Powerplays and Supersubs July 8, 2005

Those new one-day rules explained ...

Cricinfo staff
The International Cricket Council's new one-day regulations were given their first airing at Headingley on Thursday. Here, Cricinfo explains the changes

The International Cricket Council's new one-day regulations were given their first airing at Headingley on Thursday. Here, Cricinfo explains the changes.

Powerplay

This refers to the new fielding restrictions rule. In the past, there was a 15-over period at the start of an innings when only two fielders were allowed outside the 30-yard circle. This will now apply to the first 10 overs of every innings, in addition to two blocks of five overs (Powerplays), which will be used at the discretion of the fielding captain.

  • Powerplay 1 covers the first 10 overs of an innings where the fielding restrictions are exactly the same as per the old ODI rules. Two fielders have to be in close catching position.

  • Powerplay 2 represents the first block of five overs. The fielding captain has to decide at which point he wishes to implement this rule. He can implement it at any stage in the match, provided he informs the umpire. Only two fielders are allowed outside the 30-yard circle and the two close catchers are not mandatory in this case.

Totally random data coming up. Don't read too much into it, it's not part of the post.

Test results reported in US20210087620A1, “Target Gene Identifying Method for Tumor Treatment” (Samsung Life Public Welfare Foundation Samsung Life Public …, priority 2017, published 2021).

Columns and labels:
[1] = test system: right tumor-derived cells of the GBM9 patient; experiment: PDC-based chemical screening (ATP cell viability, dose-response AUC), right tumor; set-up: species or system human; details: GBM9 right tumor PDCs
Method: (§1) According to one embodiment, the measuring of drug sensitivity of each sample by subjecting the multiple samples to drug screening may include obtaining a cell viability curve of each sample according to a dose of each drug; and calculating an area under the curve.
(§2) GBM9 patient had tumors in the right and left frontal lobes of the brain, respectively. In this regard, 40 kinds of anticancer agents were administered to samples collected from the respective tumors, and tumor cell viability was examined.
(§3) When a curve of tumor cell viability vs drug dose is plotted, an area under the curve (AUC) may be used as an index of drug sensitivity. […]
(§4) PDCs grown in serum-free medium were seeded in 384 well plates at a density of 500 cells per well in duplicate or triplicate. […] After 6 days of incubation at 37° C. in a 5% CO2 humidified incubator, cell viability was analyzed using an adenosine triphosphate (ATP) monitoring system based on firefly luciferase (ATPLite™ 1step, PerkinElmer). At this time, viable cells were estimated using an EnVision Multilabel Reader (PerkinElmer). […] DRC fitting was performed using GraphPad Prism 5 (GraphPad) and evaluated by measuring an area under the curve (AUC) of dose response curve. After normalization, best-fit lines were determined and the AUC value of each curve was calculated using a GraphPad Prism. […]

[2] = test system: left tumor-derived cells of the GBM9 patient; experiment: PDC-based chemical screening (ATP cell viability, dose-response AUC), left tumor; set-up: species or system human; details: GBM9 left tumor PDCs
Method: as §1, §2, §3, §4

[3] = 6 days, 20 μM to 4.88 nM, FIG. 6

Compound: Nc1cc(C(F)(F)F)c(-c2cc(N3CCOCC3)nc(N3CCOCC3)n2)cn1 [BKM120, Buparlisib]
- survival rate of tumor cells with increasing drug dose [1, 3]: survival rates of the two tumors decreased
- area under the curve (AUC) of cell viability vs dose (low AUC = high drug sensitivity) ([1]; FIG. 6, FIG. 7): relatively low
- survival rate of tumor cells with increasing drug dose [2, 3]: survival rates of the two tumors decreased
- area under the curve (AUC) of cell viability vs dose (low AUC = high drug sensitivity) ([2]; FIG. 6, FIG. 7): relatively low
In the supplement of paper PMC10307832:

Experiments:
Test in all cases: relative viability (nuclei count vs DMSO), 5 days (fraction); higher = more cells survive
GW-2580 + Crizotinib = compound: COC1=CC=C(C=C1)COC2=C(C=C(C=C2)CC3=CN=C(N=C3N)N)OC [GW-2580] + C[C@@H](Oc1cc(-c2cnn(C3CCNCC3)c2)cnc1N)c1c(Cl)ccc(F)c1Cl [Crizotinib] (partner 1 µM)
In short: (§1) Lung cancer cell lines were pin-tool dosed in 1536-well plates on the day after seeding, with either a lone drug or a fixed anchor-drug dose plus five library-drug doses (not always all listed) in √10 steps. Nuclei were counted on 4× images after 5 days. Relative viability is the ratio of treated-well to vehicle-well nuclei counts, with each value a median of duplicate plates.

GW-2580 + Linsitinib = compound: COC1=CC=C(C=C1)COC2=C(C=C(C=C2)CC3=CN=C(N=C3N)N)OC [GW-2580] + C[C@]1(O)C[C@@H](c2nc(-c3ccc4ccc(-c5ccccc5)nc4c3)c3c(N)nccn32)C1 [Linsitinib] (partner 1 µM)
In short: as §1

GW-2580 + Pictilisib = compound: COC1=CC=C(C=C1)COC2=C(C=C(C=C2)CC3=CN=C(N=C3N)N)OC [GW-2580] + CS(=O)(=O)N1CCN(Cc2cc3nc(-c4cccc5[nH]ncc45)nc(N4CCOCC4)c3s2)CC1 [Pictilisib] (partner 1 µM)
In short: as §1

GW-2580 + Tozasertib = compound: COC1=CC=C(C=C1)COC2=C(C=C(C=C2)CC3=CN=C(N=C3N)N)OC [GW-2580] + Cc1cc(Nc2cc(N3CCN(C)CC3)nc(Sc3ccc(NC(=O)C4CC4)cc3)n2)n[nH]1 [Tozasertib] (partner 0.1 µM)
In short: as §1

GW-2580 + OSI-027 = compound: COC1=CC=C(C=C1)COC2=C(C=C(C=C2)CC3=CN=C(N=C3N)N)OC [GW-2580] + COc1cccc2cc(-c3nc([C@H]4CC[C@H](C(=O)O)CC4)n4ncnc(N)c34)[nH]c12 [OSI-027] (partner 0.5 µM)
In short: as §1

• Similarly Powerplay 3 represents the second block of five overs.

  • The umpire will signal Powerplay by moving his arm in a circular motion.

    Supersub

    NB The experiment with Supersubs was abandoned in 2006

    This refers to the new substitution rule where a player can be replaced at any stage in the match. Unlike a traditional 12th man, the substitute can bat, bowl, field and keep wicket like any other player.

  • If a player is replaced, the replaced player CANNOT take any further part in the match as a batsman or a bowler. He can field, if required.

  • Both players will receive a cap

  • The two captains must nominate the Supersub the at the toss.

  • The Supersub can be called upon at the end of an over, fall of wicket, a break in play or even at the start of the match

  • The role of the Supersub will coincide with that of the player he replaces. For example, if Player X bowls seven overs and is replaced by Player Y, then the latter is entitled to bowl only the remaining quota of overs, which is three. Player Y will continue to field and bat, if required.

  • Only 11 players can take the field at any given time.

  • If a batsman is replaced by a Supersub, the scorecard will indicate "Retired Not Out" next to the batsman.

  • The umpire will indicate the introduction of the Supersub by showing a "T" signal

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